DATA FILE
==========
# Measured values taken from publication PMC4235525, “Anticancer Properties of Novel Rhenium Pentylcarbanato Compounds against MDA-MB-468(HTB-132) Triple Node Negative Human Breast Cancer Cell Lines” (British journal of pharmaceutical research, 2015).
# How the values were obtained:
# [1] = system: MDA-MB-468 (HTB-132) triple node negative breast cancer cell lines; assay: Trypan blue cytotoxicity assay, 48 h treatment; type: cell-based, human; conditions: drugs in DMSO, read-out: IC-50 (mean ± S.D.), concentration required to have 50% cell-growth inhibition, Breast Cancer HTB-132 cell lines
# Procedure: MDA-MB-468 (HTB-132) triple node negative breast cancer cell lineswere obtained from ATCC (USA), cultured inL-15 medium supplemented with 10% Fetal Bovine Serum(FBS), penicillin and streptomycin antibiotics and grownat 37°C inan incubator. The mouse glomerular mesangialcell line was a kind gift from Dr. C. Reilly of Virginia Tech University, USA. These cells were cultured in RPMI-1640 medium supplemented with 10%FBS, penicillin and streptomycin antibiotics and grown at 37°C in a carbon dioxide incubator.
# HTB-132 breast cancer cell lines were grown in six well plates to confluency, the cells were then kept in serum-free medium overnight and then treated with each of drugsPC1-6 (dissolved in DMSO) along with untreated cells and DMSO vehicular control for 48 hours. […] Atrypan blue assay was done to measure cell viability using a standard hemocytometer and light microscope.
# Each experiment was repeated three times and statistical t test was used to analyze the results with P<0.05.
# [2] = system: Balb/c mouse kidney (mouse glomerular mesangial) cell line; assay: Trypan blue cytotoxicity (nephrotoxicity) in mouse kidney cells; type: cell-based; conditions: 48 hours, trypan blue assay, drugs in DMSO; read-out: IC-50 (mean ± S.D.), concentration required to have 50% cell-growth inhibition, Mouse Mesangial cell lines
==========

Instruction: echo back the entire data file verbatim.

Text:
# Measured values taken from publication PMC4235525, “Anticancer Properties of Novel Rhenium Pentylcarbanato Compounds against MDA-MB-468(HTB-132) Triple Node Negative Human Breast Cancer Cell Lines” (British journal of pharmaceutical research, 2015).
# How the values were obtained:
# [1] = system: MDA-MB-468 (HTB-132) triple node negative breast cancer cell lines; assay: Trypan blue cytotoxicity assay, 48 h treatment; type: cell-based, human; conditions: drugs in DMSO, read-out: IC-50 (mean ± S.D.), concentration required to have 50% cell-growth inhibition, Breast Cancer HTB-132 cell lines
# Procedure: MDA-MB-468 (HTB-132) triple node negative breast cancer cell lineswere obtained from ATCC (USA), cultured inL-15 medium supplemented with 10% Fetal Bovine Serum(FBS), penicillin and streptomycin antibiotics and grownat 37°C inan incubator. The mouse glomerular mesangialcell line was a kind gift from Dr. C. Reilly of Virginia Tech University, USA. These cells were cultured in RPMI-1640 medium supplemented with 10%FBS, penicillin and streptomycin antibiotics and grown at 37°C in a carbon dioxide incubator.
# HTB-132 breast cancer cell lines were grown in six well plates to confluency, the cells were then kept in serum-free medium overnight and then treated with each of drugsPC1-6 (dissolved in DMSO) along with untreated cells and DMSO vehicular control for 48 hours. […] Atrypan blue assay was done to measure cell viability using a standard hemocytometer and light microscope.
# Each experiment was repeated three times and statistical t test was used to analyze the results with P<0.05.
# [2] = system: Balb/c mouse kidney (mouse glomerular mesangial) cell line; assay: Trypan blue cytotoxicity (nephrotoxicity) in mouse kidney cells; type: cell-based; conditions: 48 hours, trypan blue assay, drugs in DMSO; read-out: IC-50 (mean ± S.D.), concentration required to have 50% cell-growth inhibition, Mouse Mesangial cell lines